Going to bed one hour earlier could help ward off high BP
People who were showing the early signs of high blood pressure were able to restore readings to healthy levels in just six weeks if they had an extra hour in bed every night, a new study found.
High blood pressure, or hypertension, is thought to be responsible for half of all heart attacks and strokes, and lack of sleep and a stressful lifestyle have long been associated with an increased risk of the condition.
But the new study, carried out at Harvard Medical School in Boston, USA, is one of the first to prove that blood pressure can be brought under control by simply increasing sleep duration, the Daily Mail reported.
Researchers recruited 22 middle aged men and women who either had prehypertension, where their readings were not excessively high but had been increasing and were on target to reach dangerous levels.
The volunteers all claimed to sleep seven hours or less a night.
Over a six-week period, 13 of the group were told to extend their sleeping patterns by getting to bed an hour earlier than they normally would while the rest were told to stick to their normal sleeping routines.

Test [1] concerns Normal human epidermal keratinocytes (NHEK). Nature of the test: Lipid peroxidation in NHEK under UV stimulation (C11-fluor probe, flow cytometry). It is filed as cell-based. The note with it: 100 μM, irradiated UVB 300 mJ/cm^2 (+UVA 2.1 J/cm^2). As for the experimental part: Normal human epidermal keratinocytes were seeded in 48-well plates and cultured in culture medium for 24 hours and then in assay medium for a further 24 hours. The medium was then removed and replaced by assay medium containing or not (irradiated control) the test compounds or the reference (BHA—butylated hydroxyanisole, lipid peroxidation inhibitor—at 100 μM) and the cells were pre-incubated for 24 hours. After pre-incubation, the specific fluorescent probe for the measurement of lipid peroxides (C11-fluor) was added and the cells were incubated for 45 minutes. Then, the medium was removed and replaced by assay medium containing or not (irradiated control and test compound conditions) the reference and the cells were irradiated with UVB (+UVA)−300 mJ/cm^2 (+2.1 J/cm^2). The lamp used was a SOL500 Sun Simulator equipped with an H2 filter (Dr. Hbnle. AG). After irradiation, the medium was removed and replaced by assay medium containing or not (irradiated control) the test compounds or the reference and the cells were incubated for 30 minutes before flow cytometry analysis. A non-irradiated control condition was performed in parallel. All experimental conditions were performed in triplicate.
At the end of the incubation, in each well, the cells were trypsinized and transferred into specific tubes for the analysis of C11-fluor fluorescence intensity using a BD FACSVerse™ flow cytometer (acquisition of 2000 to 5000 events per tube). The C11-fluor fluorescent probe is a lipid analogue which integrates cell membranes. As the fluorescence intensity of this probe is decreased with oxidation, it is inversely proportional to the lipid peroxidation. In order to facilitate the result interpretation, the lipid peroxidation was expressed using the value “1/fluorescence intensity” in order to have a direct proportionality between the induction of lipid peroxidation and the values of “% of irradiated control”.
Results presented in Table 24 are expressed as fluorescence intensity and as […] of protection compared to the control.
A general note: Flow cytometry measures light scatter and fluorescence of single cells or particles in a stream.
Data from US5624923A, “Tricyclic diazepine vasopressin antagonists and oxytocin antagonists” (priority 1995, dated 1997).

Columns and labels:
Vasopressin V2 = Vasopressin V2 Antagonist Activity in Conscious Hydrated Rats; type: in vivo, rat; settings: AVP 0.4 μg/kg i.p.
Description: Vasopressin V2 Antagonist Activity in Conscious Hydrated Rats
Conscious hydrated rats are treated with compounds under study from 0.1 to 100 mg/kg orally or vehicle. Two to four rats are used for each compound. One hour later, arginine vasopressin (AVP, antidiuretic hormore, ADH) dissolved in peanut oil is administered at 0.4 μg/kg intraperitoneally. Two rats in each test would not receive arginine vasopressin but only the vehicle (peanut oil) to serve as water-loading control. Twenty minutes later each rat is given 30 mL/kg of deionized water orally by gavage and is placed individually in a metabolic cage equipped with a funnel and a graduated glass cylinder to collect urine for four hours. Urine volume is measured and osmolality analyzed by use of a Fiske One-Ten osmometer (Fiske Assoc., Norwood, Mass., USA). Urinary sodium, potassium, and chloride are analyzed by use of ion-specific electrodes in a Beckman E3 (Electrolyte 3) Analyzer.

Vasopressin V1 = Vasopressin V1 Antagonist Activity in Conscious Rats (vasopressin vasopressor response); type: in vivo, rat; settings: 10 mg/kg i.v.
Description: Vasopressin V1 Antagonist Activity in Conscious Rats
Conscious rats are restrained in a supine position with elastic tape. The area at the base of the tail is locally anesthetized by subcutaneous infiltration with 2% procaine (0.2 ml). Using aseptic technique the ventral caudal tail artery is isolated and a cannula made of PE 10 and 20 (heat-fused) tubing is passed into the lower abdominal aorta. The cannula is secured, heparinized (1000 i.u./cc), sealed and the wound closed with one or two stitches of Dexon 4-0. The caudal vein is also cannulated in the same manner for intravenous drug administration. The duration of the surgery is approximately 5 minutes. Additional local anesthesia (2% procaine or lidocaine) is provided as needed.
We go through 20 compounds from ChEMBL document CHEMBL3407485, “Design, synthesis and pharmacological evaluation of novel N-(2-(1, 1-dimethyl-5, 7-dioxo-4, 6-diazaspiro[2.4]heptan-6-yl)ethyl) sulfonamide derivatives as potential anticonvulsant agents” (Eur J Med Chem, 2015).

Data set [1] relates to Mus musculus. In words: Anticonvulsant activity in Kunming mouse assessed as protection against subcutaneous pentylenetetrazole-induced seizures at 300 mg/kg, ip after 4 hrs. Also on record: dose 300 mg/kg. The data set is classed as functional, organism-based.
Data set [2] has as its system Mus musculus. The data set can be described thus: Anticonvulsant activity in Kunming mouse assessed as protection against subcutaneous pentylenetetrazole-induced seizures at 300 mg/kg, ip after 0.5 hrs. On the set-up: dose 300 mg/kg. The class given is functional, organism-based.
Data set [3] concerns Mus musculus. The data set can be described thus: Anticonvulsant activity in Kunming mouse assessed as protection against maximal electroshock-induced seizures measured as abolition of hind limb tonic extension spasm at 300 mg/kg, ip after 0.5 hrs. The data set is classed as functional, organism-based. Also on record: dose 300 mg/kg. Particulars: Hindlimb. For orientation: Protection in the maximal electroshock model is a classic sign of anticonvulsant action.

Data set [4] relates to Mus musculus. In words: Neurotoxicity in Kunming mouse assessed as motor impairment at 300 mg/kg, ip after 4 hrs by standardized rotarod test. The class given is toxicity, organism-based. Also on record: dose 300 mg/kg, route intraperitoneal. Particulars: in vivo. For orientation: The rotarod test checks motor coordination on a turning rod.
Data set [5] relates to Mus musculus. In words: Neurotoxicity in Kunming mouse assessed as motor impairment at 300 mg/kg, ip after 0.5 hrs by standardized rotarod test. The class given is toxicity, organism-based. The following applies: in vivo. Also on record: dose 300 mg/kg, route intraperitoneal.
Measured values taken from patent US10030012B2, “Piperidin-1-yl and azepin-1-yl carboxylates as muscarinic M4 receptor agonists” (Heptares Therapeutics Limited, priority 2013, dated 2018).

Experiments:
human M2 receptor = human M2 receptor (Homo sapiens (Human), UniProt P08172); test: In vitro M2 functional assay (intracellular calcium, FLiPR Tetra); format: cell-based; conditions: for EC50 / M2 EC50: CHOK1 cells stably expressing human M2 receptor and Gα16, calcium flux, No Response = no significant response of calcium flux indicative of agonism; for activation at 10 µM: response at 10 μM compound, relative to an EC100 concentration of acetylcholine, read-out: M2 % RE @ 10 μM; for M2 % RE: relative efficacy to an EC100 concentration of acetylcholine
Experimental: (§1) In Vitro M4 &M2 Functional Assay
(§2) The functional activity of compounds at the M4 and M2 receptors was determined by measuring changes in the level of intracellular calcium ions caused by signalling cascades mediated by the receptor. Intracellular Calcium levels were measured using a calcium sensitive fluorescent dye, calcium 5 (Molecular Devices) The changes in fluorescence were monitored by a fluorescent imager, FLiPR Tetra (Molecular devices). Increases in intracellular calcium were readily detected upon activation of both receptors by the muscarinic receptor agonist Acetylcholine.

The results, published in the Journal of Sleep Research, showed that the extended sleep group managed to get at least 35 minutes extra in bed.
As a result, their average blood pressure readings dropped sharply by between eight and 14mmHg.
It's thought too little sleep affects the body's ability to deal with stress hormones that can drive up blood pressure.
The researchers noted that extra sleep could soon be prescribed as a remedy for high blood pressure.
"These preliminary findings have to be interpreted with caution. But future investigations should look at whether increasing sleep duration serves as an effective strategy in the treatment of hypertension," they said.